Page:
Kimberly Teehee, Cherokee, brings tribal, federal policy experience to commission

TULSA, Okla. – Kimberly Teehee, vice president of special projects for Cherokee Nation Businesses, has been named to the Greater Tulsa Area Indian Affairs Commission. Teehee also serves as acting director of government relations for Cherokee Nation and Cherokee Nation Businesses. Teehee, a citizen of the Cherokee Nation, is a native of Claremore and formerly served as the first-ever senior policy advisor for Native American affairs to President Obama in the White House.

The mission of the Greater Tulsa Area Indian Affairs Commission is the advancement of American Indian culture and heritage and the provision of services to American Indians.

“I am humbled and honored to receive this appointment by Mayor Bartlett, and I thank the city council for approving my appointment,” Teehee said. “The Tulsa area has a substantial and growing Indian population with vast cultural knowledge and rich traditions. I look forward to working with my fellow commissioners and other stakeholders, including the neighboring tribal governments, to address the needs facing local American Indians.”

The Greater Tulsa Area Indian Affairs Commission falls under the city Tulsa’s Human Rights Department, which also oversees the Mayor’s Commission on the Status of Women, the BRIDGE Certification Committee, the HUD Community Development Committee, the Human Rights Commission, the Greater Tulsa Area Hispanic Affairs Commission and the Fair Housing Committee.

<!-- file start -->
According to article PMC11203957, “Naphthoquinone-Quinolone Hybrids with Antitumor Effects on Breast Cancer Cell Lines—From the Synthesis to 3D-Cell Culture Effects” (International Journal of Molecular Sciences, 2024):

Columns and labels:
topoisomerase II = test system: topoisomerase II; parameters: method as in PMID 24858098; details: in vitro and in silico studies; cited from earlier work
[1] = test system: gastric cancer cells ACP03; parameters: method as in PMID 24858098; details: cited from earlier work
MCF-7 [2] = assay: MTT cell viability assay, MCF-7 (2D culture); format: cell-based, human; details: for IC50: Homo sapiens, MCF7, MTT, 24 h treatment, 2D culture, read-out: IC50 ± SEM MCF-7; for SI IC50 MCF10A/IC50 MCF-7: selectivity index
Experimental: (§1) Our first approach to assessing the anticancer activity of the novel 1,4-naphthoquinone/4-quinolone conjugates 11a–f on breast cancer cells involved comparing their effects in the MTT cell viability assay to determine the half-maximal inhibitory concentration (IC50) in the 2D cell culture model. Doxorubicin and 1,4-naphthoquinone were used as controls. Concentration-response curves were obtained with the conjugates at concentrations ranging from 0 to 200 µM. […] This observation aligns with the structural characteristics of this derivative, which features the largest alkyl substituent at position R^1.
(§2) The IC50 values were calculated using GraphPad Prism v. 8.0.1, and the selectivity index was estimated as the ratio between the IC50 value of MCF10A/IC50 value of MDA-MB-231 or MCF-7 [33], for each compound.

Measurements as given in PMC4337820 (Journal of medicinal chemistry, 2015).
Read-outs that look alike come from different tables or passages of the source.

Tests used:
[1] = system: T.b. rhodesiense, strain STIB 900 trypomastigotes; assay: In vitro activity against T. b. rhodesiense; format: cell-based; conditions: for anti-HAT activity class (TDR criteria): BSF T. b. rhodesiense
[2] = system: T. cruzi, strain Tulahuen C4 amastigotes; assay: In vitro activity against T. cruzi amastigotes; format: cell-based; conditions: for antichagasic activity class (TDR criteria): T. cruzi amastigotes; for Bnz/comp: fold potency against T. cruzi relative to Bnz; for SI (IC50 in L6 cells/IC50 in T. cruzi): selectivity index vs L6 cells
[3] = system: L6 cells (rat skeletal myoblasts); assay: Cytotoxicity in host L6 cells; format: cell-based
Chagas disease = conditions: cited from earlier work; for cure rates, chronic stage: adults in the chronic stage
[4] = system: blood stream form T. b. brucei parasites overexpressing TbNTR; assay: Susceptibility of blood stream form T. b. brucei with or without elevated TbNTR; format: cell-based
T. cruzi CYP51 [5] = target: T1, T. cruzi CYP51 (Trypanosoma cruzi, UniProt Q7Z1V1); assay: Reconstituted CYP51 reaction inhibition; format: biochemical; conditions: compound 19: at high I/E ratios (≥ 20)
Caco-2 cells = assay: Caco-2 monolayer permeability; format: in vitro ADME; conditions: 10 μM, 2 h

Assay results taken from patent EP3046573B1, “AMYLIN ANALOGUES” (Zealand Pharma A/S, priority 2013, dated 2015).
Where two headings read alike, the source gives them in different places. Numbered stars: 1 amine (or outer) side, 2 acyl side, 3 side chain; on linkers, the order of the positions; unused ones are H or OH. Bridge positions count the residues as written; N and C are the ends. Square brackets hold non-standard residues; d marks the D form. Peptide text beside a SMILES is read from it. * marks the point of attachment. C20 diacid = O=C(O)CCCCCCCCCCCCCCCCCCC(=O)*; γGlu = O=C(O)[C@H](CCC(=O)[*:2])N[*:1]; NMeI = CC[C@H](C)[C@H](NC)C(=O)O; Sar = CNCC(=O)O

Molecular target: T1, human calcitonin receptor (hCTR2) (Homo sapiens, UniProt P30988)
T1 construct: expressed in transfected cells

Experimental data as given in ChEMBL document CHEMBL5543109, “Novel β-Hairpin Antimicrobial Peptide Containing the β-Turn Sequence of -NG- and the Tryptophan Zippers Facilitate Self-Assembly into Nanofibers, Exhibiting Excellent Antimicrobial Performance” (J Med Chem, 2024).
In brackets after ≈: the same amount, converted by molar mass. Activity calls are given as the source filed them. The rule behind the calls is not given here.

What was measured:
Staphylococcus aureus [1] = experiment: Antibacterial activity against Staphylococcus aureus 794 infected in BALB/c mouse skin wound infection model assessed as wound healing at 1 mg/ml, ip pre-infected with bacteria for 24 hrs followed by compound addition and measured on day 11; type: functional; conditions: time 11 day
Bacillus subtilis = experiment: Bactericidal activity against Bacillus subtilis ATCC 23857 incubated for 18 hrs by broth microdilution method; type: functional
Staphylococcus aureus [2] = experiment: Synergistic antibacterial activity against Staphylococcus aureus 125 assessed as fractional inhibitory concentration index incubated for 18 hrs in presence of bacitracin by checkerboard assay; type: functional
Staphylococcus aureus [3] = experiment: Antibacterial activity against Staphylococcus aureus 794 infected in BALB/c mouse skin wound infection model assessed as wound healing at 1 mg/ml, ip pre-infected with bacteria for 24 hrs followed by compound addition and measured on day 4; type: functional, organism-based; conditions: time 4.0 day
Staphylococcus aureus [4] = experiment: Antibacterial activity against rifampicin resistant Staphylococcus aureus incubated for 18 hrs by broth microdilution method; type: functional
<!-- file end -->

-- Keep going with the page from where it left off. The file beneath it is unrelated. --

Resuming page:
For more than 20 years, Teehee worked in the nation’s capital to improve the lives of Native Americans across the nation. She brings her experience and wealth of knowledge to the commission to advance the local needs of the Native American population.

“Having Kim’s voice on this commission is important to the status of all Native Americans in the Greater Tulsa area,” said Chuck Hoskin Jr., Cherokee Nation secretary of state. “We’re confident Kim will be vigilant in ensuring the rights of all Natives are respected and help bring Native issues to the forefront locally.”

The commission is comprised of more than a dozen Natives from many area tribes, appointed from both the city of Tulsa mayor’s office and Tulsa County commissioners.